According to an article in Psychology Today, the benefits of volunteering include:
- Making a difference
- Finding purpose
- Connecting to community
- Using your skills in a productive way
- Developing relationships
- Getting out of the house
- Strengthening your resumé
Bob Hill, a super volunteer at Brookcrest, could check all of these boxes but the last one. On paper he’s a retiree, but he hasn’t slowed down since he was a young boy.
When Bob was in eighth grade, his teacher gave the class an assignment to write about what they’d like to be when they grew up. The father of Bob’s sixth grade girlfriend was a preacher and Bob thought that would be a good fit for him too, so he went about gathering research. The preachers Bob interviewed mentioned that they’d been required to take many English and history classes, among other things that didn’t sound entirely appealing to him. When he interviewed some band directors, the light bulb popped on.
Born in Alma, Michigan in 1938, Bob remembers a carefree childhood in which kids played in the streets until the lights went out. In sixth grade he played baritone in band, and he purchased an accordion in ninth grade with money he’d earned delivering papers and mowing lawns. In high school, Bob became a drum major in the marching band. Already a young entrepreneur, Bob was hired to play his instruments at events and gave accordion lessons to over 20 students.
While pursuing a music degree at the University of Michigan, Bob hitchhiked to see Mary, still his sweetheart, on weekends. They were married on June 30, 1960. Bob was hired to be the band director and also teach math in Lawton, Michigan and earned his master’s in mathematics. It didn’t take long for him to become the chair of both the math and music departments. Mary became a registered nurse and worked at Bronson Hospital and later Spectrum. Life grew busy when the Hills had children, five in all.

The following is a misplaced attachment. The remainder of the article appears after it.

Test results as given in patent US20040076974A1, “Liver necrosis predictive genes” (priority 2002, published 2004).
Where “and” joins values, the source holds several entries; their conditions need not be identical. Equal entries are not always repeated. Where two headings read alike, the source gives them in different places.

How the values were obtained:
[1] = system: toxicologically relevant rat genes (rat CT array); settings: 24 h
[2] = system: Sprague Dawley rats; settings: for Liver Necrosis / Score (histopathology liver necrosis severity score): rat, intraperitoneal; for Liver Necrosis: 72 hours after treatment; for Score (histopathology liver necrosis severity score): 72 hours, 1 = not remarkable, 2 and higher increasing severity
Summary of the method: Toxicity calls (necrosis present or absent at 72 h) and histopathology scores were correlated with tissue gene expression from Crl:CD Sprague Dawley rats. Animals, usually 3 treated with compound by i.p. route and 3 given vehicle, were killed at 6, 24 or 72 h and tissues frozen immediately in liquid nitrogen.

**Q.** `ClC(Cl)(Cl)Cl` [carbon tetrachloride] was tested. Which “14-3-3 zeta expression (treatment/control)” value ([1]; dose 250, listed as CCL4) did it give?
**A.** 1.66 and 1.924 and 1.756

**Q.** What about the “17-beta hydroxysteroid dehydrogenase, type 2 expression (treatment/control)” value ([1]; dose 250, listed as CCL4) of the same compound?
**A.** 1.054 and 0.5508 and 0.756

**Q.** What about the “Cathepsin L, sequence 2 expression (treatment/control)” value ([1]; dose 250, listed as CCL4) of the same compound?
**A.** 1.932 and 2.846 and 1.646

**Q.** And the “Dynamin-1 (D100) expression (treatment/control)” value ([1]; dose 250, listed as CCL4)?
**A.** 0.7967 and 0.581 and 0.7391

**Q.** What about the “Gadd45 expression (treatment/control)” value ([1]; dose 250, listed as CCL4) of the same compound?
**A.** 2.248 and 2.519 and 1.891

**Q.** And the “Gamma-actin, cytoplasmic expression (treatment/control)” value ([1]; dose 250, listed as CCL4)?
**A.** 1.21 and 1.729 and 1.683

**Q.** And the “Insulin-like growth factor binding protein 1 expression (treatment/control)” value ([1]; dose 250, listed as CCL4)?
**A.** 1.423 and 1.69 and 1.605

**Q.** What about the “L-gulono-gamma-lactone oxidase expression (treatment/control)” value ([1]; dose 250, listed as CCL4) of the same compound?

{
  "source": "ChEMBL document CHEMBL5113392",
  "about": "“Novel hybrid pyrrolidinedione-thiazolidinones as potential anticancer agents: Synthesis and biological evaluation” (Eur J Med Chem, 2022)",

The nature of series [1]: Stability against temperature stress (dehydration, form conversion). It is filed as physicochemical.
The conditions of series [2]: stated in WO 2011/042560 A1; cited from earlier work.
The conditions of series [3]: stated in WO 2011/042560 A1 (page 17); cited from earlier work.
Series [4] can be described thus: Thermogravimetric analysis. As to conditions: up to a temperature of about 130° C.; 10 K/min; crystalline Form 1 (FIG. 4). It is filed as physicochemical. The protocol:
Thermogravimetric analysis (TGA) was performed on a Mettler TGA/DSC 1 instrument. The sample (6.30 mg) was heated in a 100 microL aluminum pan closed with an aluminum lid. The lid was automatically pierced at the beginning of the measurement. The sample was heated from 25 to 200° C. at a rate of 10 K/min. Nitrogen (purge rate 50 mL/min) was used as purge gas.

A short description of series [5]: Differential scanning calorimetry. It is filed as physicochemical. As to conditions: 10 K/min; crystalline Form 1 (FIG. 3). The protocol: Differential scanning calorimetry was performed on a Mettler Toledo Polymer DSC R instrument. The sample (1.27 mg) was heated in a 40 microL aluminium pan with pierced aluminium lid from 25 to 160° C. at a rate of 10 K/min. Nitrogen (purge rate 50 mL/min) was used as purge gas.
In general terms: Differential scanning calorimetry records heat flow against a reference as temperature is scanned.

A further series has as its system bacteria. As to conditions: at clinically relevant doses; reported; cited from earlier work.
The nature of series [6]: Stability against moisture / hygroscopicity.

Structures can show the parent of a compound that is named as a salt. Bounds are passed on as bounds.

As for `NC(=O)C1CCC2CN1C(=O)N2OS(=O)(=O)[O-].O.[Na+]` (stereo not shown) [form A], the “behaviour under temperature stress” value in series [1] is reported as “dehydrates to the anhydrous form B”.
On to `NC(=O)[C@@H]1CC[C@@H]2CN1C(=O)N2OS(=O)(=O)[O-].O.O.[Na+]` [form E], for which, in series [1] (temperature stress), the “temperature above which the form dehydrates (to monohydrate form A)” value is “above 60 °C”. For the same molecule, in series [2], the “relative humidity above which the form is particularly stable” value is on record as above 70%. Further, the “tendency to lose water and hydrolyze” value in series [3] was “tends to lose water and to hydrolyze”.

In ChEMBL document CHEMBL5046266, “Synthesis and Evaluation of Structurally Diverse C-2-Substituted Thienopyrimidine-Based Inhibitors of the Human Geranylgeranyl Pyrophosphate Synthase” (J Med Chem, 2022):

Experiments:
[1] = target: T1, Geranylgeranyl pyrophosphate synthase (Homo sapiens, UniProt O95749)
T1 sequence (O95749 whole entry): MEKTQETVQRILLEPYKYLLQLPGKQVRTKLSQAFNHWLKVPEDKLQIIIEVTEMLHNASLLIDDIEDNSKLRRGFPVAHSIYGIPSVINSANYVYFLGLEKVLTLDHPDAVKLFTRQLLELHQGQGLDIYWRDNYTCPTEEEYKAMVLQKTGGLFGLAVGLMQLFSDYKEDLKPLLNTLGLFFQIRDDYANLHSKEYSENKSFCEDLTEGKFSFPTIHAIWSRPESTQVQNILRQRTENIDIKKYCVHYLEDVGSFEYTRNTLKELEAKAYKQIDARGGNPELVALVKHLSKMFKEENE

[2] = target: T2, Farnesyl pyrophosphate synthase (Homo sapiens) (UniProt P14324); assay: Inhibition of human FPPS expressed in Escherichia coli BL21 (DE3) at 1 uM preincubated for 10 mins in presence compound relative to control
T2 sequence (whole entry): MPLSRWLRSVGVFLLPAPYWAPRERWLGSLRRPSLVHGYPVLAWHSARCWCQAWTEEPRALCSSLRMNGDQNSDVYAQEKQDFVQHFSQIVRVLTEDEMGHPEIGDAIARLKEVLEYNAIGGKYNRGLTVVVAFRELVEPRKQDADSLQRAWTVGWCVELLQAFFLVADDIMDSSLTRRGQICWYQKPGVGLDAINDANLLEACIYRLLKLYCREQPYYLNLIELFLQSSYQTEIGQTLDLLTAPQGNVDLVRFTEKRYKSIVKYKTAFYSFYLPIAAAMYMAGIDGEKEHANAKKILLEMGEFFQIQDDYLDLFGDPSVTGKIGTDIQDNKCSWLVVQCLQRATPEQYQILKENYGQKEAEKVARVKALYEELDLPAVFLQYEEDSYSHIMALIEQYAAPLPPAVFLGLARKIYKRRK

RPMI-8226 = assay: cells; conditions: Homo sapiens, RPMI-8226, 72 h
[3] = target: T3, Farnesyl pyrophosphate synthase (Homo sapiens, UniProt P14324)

An old joke says that there are three reasons to become a teacher: June, July and August, but Bob didn’t take a summer vacation. His starting salary was $300 per month, and he needed to supplement the family income.
Bob had joined Boy Scouts as a youngster and earned the prestigious Eagle Scout rank in 1953. It seemed natural to continue with the program in a leadership capacity, and when he finally retired from the Boy Scouts of America he had chalked up 69 years in various roles. His skills also made him a good fit for summer camp counseling positions throughout his adult life. The Hills loved being around people and were deeply involved in their church community, teaching Sunday School and helping with youth programs. Bob was able to contribute his musical talents to churches as well, in choirs and by playing his instruments.
The Hills’ lives changed dramatically in 1995. Bob says, “On her way to work at the hospital, Mary had a massive stroke. She was in a coma for 38 days, and the doctor wanted to pull the plug. But one day a nurse reached over to take Mary’s teddy bear away from her and she pulled it back.”